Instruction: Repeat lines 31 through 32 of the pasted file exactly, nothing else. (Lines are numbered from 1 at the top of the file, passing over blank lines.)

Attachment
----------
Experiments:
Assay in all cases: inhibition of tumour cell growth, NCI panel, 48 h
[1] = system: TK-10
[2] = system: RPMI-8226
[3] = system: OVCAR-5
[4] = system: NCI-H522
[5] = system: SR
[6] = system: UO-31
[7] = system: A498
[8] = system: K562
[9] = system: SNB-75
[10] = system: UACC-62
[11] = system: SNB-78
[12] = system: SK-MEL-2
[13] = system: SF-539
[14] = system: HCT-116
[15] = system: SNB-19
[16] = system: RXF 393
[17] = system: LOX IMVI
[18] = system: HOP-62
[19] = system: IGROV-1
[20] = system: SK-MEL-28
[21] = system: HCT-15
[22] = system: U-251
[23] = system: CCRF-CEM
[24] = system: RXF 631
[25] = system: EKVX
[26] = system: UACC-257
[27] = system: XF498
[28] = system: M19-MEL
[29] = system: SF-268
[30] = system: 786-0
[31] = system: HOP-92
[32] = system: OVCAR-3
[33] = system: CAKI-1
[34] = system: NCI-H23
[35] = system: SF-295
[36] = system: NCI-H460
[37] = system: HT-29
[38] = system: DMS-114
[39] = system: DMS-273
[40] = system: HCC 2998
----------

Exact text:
[29] = system: SF-268
[30] = system: 786-0